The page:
Automate Azure Analysis Services Model Refresh using Logic App - Part 2


By:   |   Updated: 2020-06-02   |   Comments   |   Related: 1 | 2 | 3 | 4 | More > Azure


Problem

Azure Analysis Services (AAS) management tasks automation enables building cloud applications. In this series of tips, I'm going to share my experience on using Azure Logic App to automate Azure Analysis Services model refresh tasks. In the previous tip (Automate Azure Analysis Services Management Tasks using Logic App - Part 1) I've created a core application module, explained how to extract the input parameters and how to construct JSON body for AAS refresh API requests. I'm going to complete the design of the core module by adding model refresh and logging sections in this tip.

Solution

Initiate the model refresh

As mentioned earlier, we'll need to send HTTP POST request to AAS, to initiate the refresh process. We'll need the following pieces of information, before we continue:

  • AAS server name: You can get this information from your AAS server's overview page on Azure Portal.
  • Client Id and Secret: You'll need to create a new application and add a secret for it, from App Registrations page of the Azure Portal (see this article for more details).
  • Tenant ID: You can get this information from your Azure Active Directory's 'Properties' tab (Directory ID field) or App Registrations page for the application you created on the Azure Portal.

Once you get above mentioned authentication details, add HTTP request to your flow, with the following settings:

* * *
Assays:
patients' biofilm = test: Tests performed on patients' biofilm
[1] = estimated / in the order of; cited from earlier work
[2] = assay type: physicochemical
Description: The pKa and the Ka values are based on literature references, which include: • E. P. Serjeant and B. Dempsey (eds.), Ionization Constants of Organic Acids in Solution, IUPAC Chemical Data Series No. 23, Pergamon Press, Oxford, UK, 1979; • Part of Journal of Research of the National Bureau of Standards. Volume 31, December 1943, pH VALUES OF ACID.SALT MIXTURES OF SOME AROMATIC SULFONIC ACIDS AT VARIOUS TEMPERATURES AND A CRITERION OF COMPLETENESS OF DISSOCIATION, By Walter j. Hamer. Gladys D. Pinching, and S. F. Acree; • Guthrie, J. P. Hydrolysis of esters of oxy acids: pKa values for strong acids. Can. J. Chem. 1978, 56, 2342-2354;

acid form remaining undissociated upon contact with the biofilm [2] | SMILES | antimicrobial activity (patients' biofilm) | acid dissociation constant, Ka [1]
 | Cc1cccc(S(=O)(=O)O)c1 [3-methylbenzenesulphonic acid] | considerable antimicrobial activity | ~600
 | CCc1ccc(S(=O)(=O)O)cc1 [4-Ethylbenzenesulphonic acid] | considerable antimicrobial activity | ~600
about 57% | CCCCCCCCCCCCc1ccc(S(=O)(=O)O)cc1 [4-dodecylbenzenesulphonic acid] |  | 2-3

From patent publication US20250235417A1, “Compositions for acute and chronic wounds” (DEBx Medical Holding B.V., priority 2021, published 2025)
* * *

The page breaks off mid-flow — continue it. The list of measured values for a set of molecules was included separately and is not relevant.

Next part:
Next, select Authentication from Add new parameter drop down list, to add authentication parameters section, and set its fields as follows:

  • Authentication type: Active Directory Oath
  • Tenant: Use your Tenant ID acquired above
  • Audience: Type https://*.asazure.windows.net
  • Client ID: Use your Client ID acquired above
  • Credential Type: Secret
  • Secret: Use your secret acquired above

Here's the screenshot with all these settings:

model name

You can read more about these configuration settings here.

Next, click the ellipsis button at the top right corner of the HTTP action, select Settings command, turn off the Asynchronous Pattern switch and click 'Done' at the bottom of the screen.

Initiate Refresh Status in a Loop

The AAS refresh initiation API is an asynchronous process. Since we've already initiated refresh in the previous step, we can add a flow to initiate refresh status in a loop.

Let's add a Initialize variable action to the end of the flow and type HttpUri as the variable name and string as the type.

Next, enter an expression outputs('HTTP_3')['headers']['location'] in the value box. Note that this expression includes HTTP request's name we created in the previous step. Next, add a ForEach action and enter an expression @or(equals(variables('RefreshStatus'), 'succeeded'),equals(variables('RefreshStatus'), 'failed')) in its validation box. Optionally, open 'Change limits' tab and set maximum number of iterations or a timeout limit.

Next, add HTTP request inside the ForEach action, select GET method for it and configure authentication settings in the same way, as we did for refresh initiation request earlier. Here's the screenshot:

http request

Next, in order to store the status of ongoing refresh in the variable, let's add a Set variable action and assign the Status code attribute for HTTP 2 action to the variable RefreshStatus, as follows:

refresh status

Finally, add a Delay action, to pause the flow for 30 sec. Here's the screenshot with all components we added in this section:

initialize variable

Log Refresh Statistics and Errors into Tables

Now that we have built the core functionalities for the AAS refresh, let's add logging functionality.